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APTRA Academy
Ever since we started APTRA Academy in 2000, Nancy LeMay and her husband Harry have been among those who, we might say, form it's backbone! They are two very dedicated people who are appreciated very much and who give of their time and energy every year to help aspiring broadcasters. For each of the last three years Nancy, a terrific television graphics designer, has graciously created new logos for APTRA academy. This year, she's done it again and, as she has each year, she's topped herself! So, now we'd like to unveil the new logo for APTRA Academy 2003. Nancy, thank you!

APTRA Academy 2003
The New Logo

A symbol of action

Logotype design is to graphic design what marathoning is to running; an extreme level of challenge that addresses the basics of the sport. I've gotten to design APTRA Academy's logo throughout the years the program's been done. This is Year Four of the Academy, which is a unique program that gets aspiring journalists together with experienced ones for a weekend's worth of real-time news anchoring, writing, reporting and editing.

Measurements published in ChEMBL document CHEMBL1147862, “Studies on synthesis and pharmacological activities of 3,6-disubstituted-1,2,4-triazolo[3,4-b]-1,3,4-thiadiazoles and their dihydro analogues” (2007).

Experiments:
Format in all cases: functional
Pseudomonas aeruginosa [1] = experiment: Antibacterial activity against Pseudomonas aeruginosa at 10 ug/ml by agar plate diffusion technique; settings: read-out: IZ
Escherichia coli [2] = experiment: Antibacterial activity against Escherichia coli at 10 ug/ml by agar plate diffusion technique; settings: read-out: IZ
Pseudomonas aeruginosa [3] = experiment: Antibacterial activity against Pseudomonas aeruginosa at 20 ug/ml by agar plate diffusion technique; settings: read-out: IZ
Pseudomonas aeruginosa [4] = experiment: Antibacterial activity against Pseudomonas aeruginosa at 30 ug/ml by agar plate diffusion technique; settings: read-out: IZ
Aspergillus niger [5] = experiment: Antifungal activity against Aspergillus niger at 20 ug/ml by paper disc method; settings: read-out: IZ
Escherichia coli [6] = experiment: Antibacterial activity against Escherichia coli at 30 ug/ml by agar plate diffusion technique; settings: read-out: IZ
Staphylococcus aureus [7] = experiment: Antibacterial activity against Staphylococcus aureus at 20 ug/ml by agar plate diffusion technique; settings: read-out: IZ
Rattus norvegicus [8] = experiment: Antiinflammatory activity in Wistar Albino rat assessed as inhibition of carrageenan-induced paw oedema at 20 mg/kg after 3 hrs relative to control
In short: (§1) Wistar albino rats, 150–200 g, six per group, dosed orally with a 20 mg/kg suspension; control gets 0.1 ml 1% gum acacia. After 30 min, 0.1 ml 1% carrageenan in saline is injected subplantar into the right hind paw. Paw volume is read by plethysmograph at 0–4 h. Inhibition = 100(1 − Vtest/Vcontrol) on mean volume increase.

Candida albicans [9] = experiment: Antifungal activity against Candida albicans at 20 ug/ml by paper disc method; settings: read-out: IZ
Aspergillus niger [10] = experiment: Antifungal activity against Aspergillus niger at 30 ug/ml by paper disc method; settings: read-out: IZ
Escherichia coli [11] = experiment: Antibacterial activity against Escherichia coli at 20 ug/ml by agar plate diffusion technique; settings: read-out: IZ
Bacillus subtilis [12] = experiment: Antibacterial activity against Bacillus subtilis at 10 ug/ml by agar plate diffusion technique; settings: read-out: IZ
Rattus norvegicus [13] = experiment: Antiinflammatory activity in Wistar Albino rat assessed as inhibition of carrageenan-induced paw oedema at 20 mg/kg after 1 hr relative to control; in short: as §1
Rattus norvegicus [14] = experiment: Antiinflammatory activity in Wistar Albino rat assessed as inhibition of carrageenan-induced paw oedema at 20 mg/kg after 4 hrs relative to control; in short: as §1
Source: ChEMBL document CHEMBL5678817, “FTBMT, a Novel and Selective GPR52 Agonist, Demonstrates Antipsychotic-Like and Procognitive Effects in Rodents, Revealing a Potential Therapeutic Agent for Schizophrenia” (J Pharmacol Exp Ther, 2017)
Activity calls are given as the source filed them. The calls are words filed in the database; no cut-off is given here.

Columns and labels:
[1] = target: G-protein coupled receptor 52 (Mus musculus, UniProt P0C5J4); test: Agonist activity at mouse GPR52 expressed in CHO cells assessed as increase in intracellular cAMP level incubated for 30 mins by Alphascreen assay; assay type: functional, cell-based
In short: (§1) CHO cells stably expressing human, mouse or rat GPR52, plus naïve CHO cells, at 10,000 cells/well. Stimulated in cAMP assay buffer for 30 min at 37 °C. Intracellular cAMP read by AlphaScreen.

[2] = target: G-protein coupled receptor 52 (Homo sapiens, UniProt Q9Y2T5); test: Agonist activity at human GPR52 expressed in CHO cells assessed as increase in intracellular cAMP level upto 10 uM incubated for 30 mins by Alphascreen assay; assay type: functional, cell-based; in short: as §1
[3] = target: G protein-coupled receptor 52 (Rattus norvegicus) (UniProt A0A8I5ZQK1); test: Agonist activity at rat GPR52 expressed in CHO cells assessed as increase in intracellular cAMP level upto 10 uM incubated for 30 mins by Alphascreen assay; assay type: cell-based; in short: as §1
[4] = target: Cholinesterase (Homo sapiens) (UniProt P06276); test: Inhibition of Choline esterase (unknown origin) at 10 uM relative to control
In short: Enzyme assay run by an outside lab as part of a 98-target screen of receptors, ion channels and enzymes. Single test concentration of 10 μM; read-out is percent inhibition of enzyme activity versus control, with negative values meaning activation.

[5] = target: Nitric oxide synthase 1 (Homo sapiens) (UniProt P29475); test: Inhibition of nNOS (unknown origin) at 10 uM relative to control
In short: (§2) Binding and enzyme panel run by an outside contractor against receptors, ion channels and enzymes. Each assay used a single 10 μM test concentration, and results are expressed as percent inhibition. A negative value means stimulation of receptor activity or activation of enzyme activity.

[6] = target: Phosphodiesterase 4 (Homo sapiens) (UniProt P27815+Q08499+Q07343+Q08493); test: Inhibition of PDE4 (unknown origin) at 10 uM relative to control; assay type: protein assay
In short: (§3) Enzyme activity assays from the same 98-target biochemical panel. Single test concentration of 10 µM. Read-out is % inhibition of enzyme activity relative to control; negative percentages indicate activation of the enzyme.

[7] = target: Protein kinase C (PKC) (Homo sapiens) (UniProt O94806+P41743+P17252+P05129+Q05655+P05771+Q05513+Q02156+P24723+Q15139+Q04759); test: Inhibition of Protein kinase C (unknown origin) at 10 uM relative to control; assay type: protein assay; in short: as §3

The APTRA Academy logo needs to do what all good logos do, which is to successfully marry word and symbol into an instantly recognizable, 'oh I get it' whole. This sounds pretty simple, but often isn't. It's a reductive process: there's a connective thread running through words and symbols, and the logo hangs on that connective thread. This year what I wanted to express is the action and the energy of 'broadcasting.' I leaned immediately on one of my favorite graphic devices: concentric circles, the symbol of energy radiating from one spot to many others. Here, my concentric circles also look like a 'woofer,' and that's cool, too. The type shoots through the inside of the broadcasting circles and is transformed (into another font and another piece of information) as it zips out into the air.

This was a great way to express what actually happens through the course of the APTRA Academy 'broadcasting bootcamp.' An amazing collection of people and resources come together for one weekend in October; professionals from news organizations all over California and Nevada recreate the workings of a newsroom. A story is staged (the only time that staging news is a good thing) and the Academy students report it under real-world constraints and deadlines. They finish the two days with a tape, complete with graphics, that shows what they've done. The challenge is real, the deadlines are real, and the results are amazing.

You'll find information on registering for APTRA Academy elsewhere on this website and at I will be there - for the fourth time - and I encourage you to join us for this really unique learning experience.